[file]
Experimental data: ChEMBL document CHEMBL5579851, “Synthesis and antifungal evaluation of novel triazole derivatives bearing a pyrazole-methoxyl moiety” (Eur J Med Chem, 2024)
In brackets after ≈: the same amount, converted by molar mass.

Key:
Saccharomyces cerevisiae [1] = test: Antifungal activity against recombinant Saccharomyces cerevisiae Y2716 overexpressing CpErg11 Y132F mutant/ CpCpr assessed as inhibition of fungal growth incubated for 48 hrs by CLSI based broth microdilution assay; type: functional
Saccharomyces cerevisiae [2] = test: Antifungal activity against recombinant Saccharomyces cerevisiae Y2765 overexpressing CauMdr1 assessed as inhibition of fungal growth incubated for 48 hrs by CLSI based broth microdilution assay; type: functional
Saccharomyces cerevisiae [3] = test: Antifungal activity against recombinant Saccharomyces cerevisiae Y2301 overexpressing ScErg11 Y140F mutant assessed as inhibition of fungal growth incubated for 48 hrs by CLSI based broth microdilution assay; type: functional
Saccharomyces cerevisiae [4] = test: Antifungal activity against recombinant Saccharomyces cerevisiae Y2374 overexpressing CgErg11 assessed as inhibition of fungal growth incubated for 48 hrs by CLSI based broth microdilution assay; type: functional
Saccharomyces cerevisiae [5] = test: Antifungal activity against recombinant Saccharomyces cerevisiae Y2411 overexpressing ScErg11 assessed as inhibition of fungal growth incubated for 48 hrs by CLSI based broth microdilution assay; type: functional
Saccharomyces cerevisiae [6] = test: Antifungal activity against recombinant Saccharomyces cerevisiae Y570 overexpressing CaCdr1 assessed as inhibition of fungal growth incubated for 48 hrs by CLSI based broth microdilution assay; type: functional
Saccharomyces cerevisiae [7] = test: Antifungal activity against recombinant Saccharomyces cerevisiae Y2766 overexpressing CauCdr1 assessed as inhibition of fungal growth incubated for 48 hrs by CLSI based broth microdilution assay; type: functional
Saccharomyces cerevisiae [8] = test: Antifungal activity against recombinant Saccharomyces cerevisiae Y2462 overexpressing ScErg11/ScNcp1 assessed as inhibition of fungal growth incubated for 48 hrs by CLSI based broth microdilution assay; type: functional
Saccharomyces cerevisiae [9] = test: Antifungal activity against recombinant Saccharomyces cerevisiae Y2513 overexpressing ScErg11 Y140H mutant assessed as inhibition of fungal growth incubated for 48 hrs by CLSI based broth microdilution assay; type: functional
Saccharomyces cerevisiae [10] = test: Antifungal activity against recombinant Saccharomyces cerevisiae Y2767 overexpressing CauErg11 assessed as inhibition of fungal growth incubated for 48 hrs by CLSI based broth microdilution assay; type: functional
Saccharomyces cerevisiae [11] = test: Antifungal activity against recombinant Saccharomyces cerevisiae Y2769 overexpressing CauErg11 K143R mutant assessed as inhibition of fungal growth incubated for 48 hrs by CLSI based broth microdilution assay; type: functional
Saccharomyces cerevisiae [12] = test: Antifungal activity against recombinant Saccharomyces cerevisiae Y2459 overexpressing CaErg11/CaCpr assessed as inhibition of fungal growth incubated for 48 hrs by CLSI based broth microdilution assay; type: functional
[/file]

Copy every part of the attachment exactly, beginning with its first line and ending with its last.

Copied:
Experimental data: ChEMBL document CHEMBL5579851, “Synthesis and antifungal evaluation of novel triazole derivatives bearing a pyrazole-methoxyl moiety” (Eur J Med Chem, 2024)
In brackets after ≈: the same amount, converted by molar mass.

Key:
Saccharomyces cerevisiae [1] = test: Antifungal activity against recombinant Saccharomyces cerevisiae Y2716 overexpressing CpErg11 Y132F mutant/ CpCpr assessed as inhibition of fungal growth incubated for 48 hrs by CLSI based broth microdilution assay; type: functional
Saccharomyces cerevisiae [2] = test: Antifungal activity against recombinant Saccharomyces cerevisiae Y2765 overexpressing CauMdr1 assessed as inhibition of fungal growth incubated for 48 hrs by CLSI based broth microdilution assay; type: functional
Saccharomyces cerevisiae [3] = test: Antifungal activity against recombinant Saccharomyces cerevisiae Y2301 overexpressing ScErg11 Y140F mutant assessed as inhibition of fungal growth incubated for 48 hrs by CLSI based broth microdilution assay; type: functional
Saccharomyces cerevisiae [4] = test: Antifungal activity against recombinant Saccharomyces cerevisiae Y2374 overexpressing CgErg11 assessed as inhibition of fungal growth incubated for 48 hrs by CLSI based broth microdilution assay; type: functional
Saccharomyces cerevisiae [5] = test: Antifungal activity against recombinant Saccharomyces cerevisiae Y2411 overexpressing ScErg11 assessed as inhibition of fungal growth incubated for 48 hrs by CLSI based broth microdilution assay; type: functional
Saccharomyces cerevisiae [6] = test: Antifungal activity against recombinant Saccharomyces cerevisiae Y570 overexpressing CaCdr1 assessed as inhibition of fungal growth incubated for 48 hrs by CLSI based broth microdilution assay; type: functional
Saccharomyces cerevisiae [7] = test: Antifungal activity against recombinant Saccharomyces cerevisiae Y2766 overexpressing CauCdr1 assessed as inhibition of fungal growth incubated for 48 hrs by CLSI based broth microdilution assay; type: functional
Saccharomyces cerevisiae [8] = test: Antifungal activity against recombinant Saccharomyces cerevisiae Y2462 overexpressing ScErg11/ScNcp1 assessed as inhibition of fungal growth incubated for 48 hrs by CLSI based broth microdilution assay; type: functional
Saccharomyces cerevisiae [9] = test: Antifungal activity against recombinant Saccharomyces cerevisiae Y2513 overexpressing ScErg11 Y140H mutant assessed as inhibition of fungal growth incubated for 48 hrs by CLSI based broth microdilution assay; type: functional
Saccharomyces cerevisiae [10] = test: Antifungal activity against recombinant Saccharomyces cerevisiae Y2767 overexpressing CauErg11 assessed as inhibition of fungal growth incubated for 48 hrs by CLSI based broth microdilution assay; type: functional
Saccharomyces cerevisiae [11] = test: Antifungal activity against recombinant Saccharomyces cerevisiae Y2769 overexpressing CauErg11 K143R mutant assessed as inhibition of fungal growth incubated for 48 hrs by CLSI based broth microdilution assay; type: functional
Saccharomyces cerevisiae [12] = test: Antifungal activity against recombinant Saccharomyces cerevisiae Y2459 overexpressing CaErg11/CaCpr assessed as inhibition of fungal growth incubated for 48 hrs by CLSI based broth microdilution assay; type: functional